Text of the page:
Gateway (40)

Post 40 in an ongoing series describing the design and construction of a kabukimon, a type of Japanese gate. This is a project for the Museum of Fine Arts in Boston. Post 1 in this series can be found here if you’d like to start at the beginning. Each post links to the next at the bottom of the page.


Today marks the 800th post on the Carpentry Way.


Another day, another day in the shop. Today’s work started off with finishing up the joinery on the ends of the magusa, a pair of ‘T’-shaped tenons. Here’s one end:

And the other:

The magusa is upside down from its actual orientation when installed.

Then I moved on to the hikae-bashira – the rear support posts. These are connected to the main posts with a pair of nuki, and are at a wider post spacing than the main posts:

The point of making the rear posts wider is that with the gate doors open, there is a larger viewing window of the garden as one approaches. Since the gate doors are open during the museum’s operating hours, the employment of wider rear support posts makes sense. If the normal condition of the gate were to have its doors in the closed position, and/or there was no special view revealed when the doors were both fully open, then employing rear posts with the same post spacing as the main post would be logical.

As the opening is effectively flared, there is the matter of dealing with the connections between the rear posts and the nuki. There are two common ways to do this. One method is to rotate the rear posts so they are normal (orthogonal) to the stretchers. This allows the nuki to pierce through the rear posts centered on the front and rear post faces. The drawback is that by rotating the post it is out of plane with the front part of the gate, main posts, etc., so that difference in orientation does create a certain amount of visual discord.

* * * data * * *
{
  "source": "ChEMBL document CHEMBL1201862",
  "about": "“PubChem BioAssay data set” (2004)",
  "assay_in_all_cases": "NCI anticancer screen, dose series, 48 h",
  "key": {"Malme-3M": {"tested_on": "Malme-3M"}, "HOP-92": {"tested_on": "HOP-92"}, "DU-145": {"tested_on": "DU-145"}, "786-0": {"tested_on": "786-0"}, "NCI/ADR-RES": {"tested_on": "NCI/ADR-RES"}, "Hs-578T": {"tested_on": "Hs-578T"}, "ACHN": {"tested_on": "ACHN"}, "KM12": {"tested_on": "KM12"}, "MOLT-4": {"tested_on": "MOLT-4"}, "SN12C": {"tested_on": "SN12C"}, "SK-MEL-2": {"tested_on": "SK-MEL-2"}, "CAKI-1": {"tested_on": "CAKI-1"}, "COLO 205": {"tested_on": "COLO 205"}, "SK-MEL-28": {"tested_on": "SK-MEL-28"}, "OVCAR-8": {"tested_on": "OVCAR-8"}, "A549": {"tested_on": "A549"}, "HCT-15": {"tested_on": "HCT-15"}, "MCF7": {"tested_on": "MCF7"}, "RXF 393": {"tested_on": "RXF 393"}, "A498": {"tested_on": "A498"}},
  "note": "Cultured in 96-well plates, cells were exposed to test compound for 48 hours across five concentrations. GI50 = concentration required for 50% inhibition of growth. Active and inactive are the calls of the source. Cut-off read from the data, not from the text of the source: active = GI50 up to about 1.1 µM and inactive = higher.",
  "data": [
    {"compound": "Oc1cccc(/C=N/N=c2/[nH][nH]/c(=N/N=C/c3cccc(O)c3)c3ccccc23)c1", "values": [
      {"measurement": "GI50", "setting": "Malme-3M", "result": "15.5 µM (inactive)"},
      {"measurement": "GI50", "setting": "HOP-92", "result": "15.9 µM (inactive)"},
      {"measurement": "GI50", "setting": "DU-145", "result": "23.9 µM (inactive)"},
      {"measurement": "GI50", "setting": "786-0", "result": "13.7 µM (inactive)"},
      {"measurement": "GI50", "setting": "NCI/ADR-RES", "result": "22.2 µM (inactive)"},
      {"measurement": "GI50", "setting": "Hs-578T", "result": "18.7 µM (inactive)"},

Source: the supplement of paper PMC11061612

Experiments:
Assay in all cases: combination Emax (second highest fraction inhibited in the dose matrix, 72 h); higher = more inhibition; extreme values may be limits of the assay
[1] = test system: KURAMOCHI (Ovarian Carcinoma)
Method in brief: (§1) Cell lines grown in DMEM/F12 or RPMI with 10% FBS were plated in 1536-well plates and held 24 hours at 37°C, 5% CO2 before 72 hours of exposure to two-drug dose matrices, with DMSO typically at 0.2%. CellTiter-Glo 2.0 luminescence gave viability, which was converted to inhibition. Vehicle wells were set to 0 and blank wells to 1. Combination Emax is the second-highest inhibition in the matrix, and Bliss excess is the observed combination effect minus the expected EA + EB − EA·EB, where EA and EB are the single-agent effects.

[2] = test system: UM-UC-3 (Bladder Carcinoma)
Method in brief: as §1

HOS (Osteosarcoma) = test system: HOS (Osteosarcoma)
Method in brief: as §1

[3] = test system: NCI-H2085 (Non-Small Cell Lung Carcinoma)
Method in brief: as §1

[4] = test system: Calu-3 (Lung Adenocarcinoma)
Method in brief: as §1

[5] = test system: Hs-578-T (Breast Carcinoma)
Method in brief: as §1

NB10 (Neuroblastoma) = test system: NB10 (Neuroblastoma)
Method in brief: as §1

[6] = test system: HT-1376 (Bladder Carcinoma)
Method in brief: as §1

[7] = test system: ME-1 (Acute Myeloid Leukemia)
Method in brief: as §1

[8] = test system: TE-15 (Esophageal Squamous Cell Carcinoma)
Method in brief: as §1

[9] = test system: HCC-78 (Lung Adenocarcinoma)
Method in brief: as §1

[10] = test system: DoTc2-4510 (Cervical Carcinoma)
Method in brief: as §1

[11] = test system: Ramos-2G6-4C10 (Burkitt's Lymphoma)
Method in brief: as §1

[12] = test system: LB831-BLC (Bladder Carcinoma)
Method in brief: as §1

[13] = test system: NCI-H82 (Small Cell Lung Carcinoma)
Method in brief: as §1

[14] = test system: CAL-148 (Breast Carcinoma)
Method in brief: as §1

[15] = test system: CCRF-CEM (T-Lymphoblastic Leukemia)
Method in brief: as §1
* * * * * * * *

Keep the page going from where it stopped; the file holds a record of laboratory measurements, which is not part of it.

The other common approach is to keep the rear posts orthogonal to the front posts, etc., and have the nuki penetrate them without being centered on one of the faces, or indeed, being off of center on both entry and exit faces. That’s how it was done in the old gate. The rear post’s orientation makes it fit better with the rest of the structure, however the off-center mortises for the nuki create a less polished appearance.

My solution to this is to make the post parallelogram in section. This way its side faces are orthogonal to the nuki, and its front/rear faces are orthogonal to the main posts, etc., and thereby the nuki penetrate the post faces centered on entry and exit. This presents the most seamless look, and I expect most people won’t notice it at all.

Making the rear posts into parallelogram section sticks involved doing some end cuts, cleaning up the end grain, choosing the orientation and position of each post, and then marking the parallelogram section on the end grain. From there I sliced a piece of stock in the bandsaw with the table tilted to create a tapered piece which would support the rear posts as they went through my planer. A few additional pieces of plywood were used to guide the post through.

Here’s a video I took today showing the process from there on out – planing several passes to create the first sloped face on the sticks, then making some adjustments to the surface with a hand plane to get the angle dead-on, then a final series of passes through the planer with the angling shim removed to plane the opposing face parallel to the first: